Firmitas

Slippery Slope

Revision 1
© 2011-2019 by Zack Smith. All rights reserved.

Slippery Slope

A slippery slope argument (or Camel's Nose) says that once a small situation is accepted or comes about, it will ultimately and inevitably lead to a larger and usually worse situation. There may be just a few steps to reach that outcome, or many.

Its form
  • Proposition P says that A leads to B leads to C leads to ultimately some Outcome.
  • Proposition Q says that nothing resists that progression.
  • Therefore some Proposition R is true.

Examples

If we rich people give the poor any assistance at all, they will demand more and more until finally we have given them everything and they are in control. Therefore we must give them nothing!

This is a fallacy because the outcome is clearly not implied, and nothing in the statement indicates that the steps toward that outcome will proceed without resistance.

Weaknesses

To expose the bogosity of the slippery slope argument, demand an explanation of the mechanism by which event A will so easily beget event B and C and D and so on. They won't be able to, or will deploy another fallacy or poor reasoning e.g. Appeal to Authority, to deflect the inquiry.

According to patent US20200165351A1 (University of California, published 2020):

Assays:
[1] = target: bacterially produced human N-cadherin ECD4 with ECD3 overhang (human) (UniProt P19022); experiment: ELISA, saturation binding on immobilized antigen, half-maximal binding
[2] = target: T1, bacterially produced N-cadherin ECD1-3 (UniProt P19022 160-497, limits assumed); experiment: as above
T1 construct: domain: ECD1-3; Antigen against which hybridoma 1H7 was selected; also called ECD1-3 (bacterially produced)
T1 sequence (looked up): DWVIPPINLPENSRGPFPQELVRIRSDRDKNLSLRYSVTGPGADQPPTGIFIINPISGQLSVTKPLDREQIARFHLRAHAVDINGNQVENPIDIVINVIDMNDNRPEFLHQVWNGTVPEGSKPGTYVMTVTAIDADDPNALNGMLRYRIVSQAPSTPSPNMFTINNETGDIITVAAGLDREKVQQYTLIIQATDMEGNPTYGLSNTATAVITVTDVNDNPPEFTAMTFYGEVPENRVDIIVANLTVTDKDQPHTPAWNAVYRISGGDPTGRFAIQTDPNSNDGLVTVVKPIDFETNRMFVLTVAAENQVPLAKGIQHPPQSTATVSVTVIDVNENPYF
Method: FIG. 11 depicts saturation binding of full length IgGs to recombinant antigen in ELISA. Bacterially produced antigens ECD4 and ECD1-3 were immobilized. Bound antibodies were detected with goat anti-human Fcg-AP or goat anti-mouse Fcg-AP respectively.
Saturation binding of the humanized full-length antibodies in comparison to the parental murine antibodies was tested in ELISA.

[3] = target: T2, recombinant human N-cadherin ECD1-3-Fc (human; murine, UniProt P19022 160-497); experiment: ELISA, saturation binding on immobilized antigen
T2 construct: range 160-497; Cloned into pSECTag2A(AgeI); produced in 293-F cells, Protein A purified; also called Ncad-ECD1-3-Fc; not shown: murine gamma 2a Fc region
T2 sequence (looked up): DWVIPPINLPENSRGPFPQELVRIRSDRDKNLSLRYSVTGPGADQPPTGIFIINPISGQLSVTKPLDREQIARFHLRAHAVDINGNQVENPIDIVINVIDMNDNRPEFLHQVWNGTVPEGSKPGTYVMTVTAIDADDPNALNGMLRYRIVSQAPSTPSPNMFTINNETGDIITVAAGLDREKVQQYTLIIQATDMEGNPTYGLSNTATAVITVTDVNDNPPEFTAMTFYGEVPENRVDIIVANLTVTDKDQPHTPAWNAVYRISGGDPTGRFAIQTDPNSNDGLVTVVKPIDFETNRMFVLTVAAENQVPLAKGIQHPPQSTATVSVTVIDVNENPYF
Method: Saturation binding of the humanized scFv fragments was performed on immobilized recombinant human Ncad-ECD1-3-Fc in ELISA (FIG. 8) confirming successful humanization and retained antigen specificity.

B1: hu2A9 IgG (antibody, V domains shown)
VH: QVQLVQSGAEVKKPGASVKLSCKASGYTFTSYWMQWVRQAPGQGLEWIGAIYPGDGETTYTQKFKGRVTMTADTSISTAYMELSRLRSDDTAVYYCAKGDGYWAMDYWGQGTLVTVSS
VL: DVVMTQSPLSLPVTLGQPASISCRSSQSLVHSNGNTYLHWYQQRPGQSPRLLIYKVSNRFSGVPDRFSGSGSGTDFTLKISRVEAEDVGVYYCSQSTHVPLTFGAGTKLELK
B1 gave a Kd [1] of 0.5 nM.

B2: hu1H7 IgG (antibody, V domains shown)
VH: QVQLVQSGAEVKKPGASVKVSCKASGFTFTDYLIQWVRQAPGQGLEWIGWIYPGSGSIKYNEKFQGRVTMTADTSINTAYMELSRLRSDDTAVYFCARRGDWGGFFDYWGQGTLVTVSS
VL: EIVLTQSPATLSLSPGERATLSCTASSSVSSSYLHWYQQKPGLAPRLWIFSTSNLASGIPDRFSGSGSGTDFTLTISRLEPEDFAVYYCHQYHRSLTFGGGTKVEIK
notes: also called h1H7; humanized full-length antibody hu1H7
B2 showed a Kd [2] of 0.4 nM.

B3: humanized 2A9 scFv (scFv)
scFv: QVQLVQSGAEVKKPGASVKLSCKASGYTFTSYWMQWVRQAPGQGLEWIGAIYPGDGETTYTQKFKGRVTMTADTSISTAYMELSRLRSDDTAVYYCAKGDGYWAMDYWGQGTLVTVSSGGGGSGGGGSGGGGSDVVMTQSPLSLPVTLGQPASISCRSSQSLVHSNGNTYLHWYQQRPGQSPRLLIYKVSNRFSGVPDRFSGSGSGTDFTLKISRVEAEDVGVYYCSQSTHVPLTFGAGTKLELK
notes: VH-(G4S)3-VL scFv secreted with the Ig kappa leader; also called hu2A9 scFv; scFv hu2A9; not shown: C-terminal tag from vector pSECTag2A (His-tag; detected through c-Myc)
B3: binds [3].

The longer the sequence of events leading to the outcome, the more difficulty the arguer will have in proving all of the transitions.

The arguer will surely argue that there is little or no delay or resistance in the progression, because these would contradict the inevitability of the Outcome. Demand proof for these claims.

If the transitions are different, for instance A begets B for different reasons than B begets C, demand explanations for each and every type of transition. This will expose the ignorance of the arguer and the shabbiness of the argument.

In a slippery slope fallacy, the rationale and evidence for the inevitable Outcome are typically not well justified and may be founded on suspicion, superstition, distrust, paranoia, rumors etc. Explore why the arguer has those views.